Wat Phra Sri Sanphet is situated on the city island in Ayutthaya’s World Heritage Park in Pratu Chai sub-district. This monastery was the most important temple of Ayutthaya and situated within the Royal Palace grounds.
It has been registered as a national historic site by the Fine Arts Department since the 5th of March 1935. King Borom Trailokanat, the eighth king of Ayutthaya, built a new palace just north of the area, adjacent to the old Lopburi River, the actual Khlong Muang, serving that time as the northern city moat.
He converted in 1448 the royal pavilions of his predecessors into a Putthawat or sacred religious zone. Built in 1491, Wat Phra Si Sanphet was the only temple located inside the compound of the Grand Palace, without resident monks which is the original idea when King Chakri built the Temple of the Emerald Buddha, a no-monk royal temple in the Grand Palace in Bangkok.
In 1499, the main viharn (hall of worship) was built and the following year King Ramathibodhi II commanded the casting of a 16-meter high standing Buddha image known as Phra Buddha Chao Si Sanphet.
The image was covered in gold, but when Ayutthaya fell to the Burmese in 1767, the gold and other valuable artefacts from the temple were taken. The temple took its name from the large standing Buddha image erected there in 1503.
The image stood 16 meters (53 feet) tall and was covered with more than 150 kilograms (330 pounds) of gold. The Buddha was smashed to pieces when the Burmese sacked the city.
The three large chedis were built to contain the ashes of King Boromatrailokanat and his two sons, King Ramathibodhi and King Boromatrailokanat II. They are considered typical of the Ayutthaya style, and several replicas of them have been built in Bangkok, including the Temple of the Emerald Buddha.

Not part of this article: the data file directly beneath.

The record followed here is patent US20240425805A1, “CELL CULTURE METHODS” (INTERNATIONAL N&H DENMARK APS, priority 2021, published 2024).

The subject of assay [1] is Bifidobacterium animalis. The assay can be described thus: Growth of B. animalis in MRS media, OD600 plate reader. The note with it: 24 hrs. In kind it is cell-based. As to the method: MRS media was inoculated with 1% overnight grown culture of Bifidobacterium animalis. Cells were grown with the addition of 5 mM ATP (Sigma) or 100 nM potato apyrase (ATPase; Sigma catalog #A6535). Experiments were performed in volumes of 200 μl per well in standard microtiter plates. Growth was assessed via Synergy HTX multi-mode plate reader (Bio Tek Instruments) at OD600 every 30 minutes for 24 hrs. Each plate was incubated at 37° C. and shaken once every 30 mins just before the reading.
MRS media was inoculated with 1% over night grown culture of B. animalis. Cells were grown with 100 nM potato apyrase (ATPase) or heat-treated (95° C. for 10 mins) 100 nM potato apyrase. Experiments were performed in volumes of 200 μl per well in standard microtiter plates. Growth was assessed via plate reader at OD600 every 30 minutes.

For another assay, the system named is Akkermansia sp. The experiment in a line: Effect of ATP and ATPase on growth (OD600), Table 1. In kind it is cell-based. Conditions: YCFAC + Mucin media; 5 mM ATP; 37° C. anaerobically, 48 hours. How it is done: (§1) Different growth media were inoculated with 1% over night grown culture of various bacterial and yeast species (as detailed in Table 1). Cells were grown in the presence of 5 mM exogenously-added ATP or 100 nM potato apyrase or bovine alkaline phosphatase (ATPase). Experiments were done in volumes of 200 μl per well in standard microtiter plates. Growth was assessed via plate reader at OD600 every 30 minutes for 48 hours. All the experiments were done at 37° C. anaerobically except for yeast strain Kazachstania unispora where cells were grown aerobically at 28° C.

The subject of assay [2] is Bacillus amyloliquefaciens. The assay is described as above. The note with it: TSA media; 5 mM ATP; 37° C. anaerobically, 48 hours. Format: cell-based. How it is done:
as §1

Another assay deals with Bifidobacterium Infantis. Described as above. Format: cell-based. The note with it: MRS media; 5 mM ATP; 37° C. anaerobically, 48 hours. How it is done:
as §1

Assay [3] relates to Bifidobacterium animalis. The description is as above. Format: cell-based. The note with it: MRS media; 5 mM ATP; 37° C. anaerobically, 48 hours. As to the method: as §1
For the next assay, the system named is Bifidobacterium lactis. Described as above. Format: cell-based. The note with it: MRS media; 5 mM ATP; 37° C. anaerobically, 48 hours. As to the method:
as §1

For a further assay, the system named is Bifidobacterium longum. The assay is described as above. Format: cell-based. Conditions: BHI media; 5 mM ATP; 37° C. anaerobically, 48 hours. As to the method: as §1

Around back of the three chedis, many of the small chedis along the outer wall have been toppled over. Though unfortunate, this does give you a rare opportunity to see the details of the top finials up close. In 1767, the city was destroyed by the Burmese army as mentioned before, resulting in the collapse of the kingdom.
The ruins of the old city are preserved in the Ayutthaya historical park, which is recognized internationally as a UNESCO World Heritage Site. The ruins, characterized by the prang (reliquary towers) and gigantic monasteries, give an idea of the city’s past splendour.
The old city is on an island formed by a bend of the Chao Phraya on the west and south sides, the Pa Sak on the east side and the Klong Muang canal on the northern side.
During the reign of King Narai, the cross-shaped viharn at the west side of the temple was added. It is not clear if the square mondop structures adjacent to the chedi were built around this time or later. In the early twentieth century only the easternmost chedi was still standing.
The rest were restored, but the two viharns have not been rebuilt. Their remains are visible even now. The famed Phra Si Sanphet Buddha statue that was once in the east viharn was probably looted in the 1767 sack.